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The theatre of the absurd

Martin Esslin
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TLDR
The Theatre of the Absurd as discussed by the authors is a classic study of playwrights who dramatized the absurdity at the core of the human condition, focusing on the characters' inability to understand one another.
Abstract
In 1953, Samuel Beckett's "Waiting for Godot" premiered at a tiny avant-garde theatre in Paris; within five years, it had been translated into more than twenty languages and seen by more than a million spectators Its startling popularity marked the emergence of a new type of theatre whose proponents--Beckett, Ionesco, Genet, Pinter, and others--shattered dramatic conventions and paid scant attention to psychological realism, while highlighting their characters' inability to understand one another In 1961, Martin Esslin gave a name to the phenomenon in his groundbreaking study of these playwrights who dramatized the absurdity at the core of the human condition Over four decades after its initial publication, Esslin's landmark book has lost none of its freshness The questions these dramatists raise about the struggle for meaning in a purposeless world are still as incisive and necessary today as they were when Beckett's tramps first waited beneath a dying tree on a lonely country road for a mysterious benefactor who would never show Authoritative, engaging, and eminently readable, The Theatre of the Absurd is nothing short of a classic: vital reading for anyone with an interest in the theatre

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Journal ArticleDOI

The artful mind meets art history: toward a psycho-historical framework for the science of art appreciation.

TL;DR: This framework demonstrates that a science of art appreciation must investigate how appreciators process causal and historical information to classify and explain their psychological responses to art and concludes that scientists can tackle fundamental questions about the nature and appreciation of art within the psycho-historical framework.
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Deconstructive Strategy and Consumer Research: Concepts and Illustrative Exemplar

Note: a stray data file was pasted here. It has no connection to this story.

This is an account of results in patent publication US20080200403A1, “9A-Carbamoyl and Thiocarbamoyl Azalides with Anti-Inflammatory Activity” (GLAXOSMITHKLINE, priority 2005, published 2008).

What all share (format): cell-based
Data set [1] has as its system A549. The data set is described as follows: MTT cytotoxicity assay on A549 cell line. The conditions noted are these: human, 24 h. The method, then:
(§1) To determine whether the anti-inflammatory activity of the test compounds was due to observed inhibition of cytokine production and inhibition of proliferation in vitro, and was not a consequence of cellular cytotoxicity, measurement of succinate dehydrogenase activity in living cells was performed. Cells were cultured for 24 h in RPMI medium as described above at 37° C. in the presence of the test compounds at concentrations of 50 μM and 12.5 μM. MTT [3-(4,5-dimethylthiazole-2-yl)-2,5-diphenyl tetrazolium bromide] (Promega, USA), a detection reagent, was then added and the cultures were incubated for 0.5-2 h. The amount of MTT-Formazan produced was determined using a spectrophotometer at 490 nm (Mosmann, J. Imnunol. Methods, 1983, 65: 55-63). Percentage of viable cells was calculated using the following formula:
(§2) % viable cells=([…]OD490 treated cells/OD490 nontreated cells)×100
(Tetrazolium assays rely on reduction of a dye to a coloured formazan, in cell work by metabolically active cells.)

TL;DR: In this paper, the authors introduce the application of deconstruction to consumer research by addressing three questions: What is it? How does one do it? and What contribution can it make? They briefly summarize deconstruction's French origins and entry in American criticism and examine the key term differance.
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Effects of Absurdity in Advertising: The Moderating Role of Product Category Attitude and the Mediating Role of Cognitive Responses

TL;DR: In this article, the presence or absence of an absurd image was manipulated in a simulated print advertisement for a fictitious brand of wine cooler, and consumers' prior attitude toward wine coolers was hypothesized to moderate the effectiveness of absurdity in advertising.
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“Crafty Advertisers”: Literary versus Literal Deceptiveness

TL;DR: This article used literary theory to extend prior categorizations of message claims that are likely to result in deception by implication from the level of the individual claim to that of the advertisement's overall meaning.
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Dramatic character and ‘human intelligibility’ in Greek tragedy

TL;DR: Aeschylus' essay on "Presentation of character in Aeschyleus" is at its most effective as mentioned in this paper, and it is in her clearsighted attention to this simple but central fact that Mrs. Easterling's appeal to human intelligibility seems to me not without ambiguity.